Life Lessons: Jennifer DuffThe director of mental health, Providence Health Care, discusses how transparency makes hard decisions easier
Jennifer Duff was just 33 when she was hired as director of mental health at Providence Health Care. She was promoted to the position after managing several nursing units at St. Paul's Hospital.
She soon learned that making decisions at the director level also requires taking on a new level of responsibility.
"Not only is it more stressful, but the demands are greater, and the expectations are greater. The issues and the problems are more complex, and you're forced to make decisions that you know may positively affect some people and may negatively affect some people."
Being accountable for multiple programs has led to a whole new point of view.
"As a manager, I was left to implement things. Senior management made a decision … [and I would say] 'We're doing this everybody, and I'm tasked with putting it into operation. I'm really sorry if it affects you negatively, but this is what we're doing.' And now in my role, I make those decisions."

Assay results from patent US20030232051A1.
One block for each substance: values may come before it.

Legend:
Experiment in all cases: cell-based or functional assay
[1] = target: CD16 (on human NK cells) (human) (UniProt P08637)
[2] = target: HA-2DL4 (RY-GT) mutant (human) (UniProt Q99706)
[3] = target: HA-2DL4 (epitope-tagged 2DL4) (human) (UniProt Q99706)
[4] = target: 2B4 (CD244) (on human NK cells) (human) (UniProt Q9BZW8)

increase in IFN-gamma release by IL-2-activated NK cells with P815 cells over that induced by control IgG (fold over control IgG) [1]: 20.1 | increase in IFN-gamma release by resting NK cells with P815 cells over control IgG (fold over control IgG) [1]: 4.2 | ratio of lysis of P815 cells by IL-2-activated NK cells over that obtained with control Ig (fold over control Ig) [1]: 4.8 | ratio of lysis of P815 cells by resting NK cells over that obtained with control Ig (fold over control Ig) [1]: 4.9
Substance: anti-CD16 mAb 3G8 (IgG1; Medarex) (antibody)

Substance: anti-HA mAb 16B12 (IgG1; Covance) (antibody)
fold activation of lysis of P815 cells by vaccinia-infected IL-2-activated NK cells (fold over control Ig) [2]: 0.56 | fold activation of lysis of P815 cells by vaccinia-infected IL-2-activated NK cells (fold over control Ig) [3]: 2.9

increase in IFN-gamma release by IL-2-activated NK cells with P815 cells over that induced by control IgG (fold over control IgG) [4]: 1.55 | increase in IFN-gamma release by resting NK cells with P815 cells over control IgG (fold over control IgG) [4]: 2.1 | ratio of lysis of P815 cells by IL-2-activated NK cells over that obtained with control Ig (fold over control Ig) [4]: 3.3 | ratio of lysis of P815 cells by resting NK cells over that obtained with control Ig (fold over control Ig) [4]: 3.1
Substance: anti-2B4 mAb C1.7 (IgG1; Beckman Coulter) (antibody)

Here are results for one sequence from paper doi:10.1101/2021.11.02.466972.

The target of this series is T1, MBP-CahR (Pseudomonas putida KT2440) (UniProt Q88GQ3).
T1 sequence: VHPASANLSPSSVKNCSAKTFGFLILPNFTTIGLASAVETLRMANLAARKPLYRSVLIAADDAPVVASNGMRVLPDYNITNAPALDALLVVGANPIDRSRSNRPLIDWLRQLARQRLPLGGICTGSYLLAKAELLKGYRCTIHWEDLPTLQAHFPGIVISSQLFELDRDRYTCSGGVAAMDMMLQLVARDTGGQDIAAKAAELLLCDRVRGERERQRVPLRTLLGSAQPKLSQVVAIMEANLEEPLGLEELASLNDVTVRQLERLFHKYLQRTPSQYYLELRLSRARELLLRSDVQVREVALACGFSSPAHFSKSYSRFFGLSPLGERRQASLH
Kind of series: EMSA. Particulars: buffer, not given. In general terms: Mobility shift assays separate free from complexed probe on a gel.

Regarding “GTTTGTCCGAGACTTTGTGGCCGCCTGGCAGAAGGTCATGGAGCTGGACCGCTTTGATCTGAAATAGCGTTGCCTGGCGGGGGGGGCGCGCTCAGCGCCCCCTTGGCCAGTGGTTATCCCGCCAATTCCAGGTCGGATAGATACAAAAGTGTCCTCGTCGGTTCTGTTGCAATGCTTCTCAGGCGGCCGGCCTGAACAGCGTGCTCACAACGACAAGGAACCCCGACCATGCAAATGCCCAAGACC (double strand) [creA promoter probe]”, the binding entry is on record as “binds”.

To bolster her decision-making confidence, Duff drew on two core values espoused by Providence Health Care: integrity and stewardship.
"[Integrity means] communication that is open and transparent, that there's no hidden agenda. 'We're going to review this aspect of the program, I'm going to let you know very transparently what the results of that review are, here is the data we collected, here are the responses we collected.'
Duff is now leading changes to St. Paul's psychiatric outpatient services, reforming an old-fashioned care model and tackling long patient wait times.
"I think as long as you behave as a leader with integrity, that you're doing the right thing for the patients and the families that we serve, and that you've being fiscally responsible with respect to stewardship of public dollars, then you know you're doing the right thing."
On pacing yourself | "As a new director and as a motivated person, I can be very excited. It's easy to say, 'Oh, we need to do this, this and this, and want to do it all in year one.' Really, to make that proper change … [you have] to pace [yourself]. Stakeholder engagement, working with multiple partners … change takes time. You can't do it all in year one. Strategically, what are the big wins, what are the things we need to do right now to make a difference and what are the things that we need to work toward?"